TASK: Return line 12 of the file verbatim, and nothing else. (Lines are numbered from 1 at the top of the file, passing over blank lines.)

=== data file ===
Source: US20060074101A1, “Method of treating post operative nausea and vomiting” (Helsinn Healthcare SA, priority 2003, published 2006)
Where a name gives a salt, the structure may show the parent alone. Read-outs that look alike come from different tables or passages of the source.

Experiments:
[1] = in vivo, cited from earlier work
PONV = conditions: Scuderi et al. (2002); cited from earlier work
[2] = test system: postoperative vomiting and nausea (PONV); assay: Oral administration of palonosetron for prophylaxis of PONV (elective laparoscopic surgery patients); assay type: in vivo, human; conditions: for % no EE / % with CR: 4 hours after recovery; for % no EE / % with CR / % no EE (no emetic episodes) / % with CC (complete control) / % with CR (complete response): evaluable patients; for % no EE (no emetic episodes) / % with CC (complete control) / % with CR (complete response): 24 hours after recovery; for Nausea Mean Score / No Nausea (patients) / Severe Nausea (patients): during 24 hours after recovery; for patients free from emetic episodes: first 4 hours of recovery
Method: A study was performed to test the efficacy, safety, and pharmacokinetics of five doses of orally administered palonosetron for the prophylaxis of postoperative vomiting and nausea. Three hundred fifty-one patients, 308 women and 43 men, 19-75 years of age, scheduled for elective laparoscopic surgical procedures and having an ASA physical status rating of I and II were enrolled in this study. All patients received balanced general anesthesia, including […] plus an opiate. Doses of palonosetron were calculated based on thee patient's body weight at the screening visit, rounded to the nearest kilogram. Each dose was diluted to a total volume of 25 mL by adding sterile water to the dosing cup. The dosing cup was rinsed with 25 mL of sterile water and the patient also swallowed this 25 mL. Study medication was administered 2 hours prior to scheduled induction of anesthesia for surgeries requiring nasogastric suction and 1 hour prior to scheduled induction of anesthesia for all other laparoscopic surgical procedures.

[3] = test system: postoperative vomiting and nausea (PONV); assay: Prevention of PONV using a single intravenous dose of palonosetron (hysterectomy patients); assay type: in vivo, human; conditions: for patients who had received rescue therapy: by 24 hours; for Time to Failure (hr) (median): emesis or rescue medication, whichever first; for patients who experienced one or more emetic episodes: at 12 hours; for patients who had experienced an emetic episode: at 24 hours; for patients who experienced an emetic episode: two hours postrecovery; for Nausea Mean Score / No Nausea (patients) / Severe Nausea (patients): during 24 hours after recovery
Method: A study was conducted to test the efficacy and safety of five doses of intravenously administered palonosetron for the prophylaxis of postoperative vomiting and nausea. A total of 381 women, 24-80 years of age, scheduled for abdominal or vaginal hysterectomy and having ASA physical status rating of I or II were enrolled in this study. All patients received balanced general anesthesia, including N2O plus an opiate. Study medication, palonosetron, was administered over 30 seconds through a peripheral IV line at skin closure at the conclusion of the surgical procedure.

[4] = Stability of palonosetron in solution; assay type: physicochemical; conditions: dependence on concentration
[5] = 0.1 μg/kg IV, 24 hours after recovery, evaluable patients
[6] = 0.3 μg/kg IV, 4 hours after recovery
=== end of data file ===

[6] = 0.3 μg/kg IV, 4 hours after recovery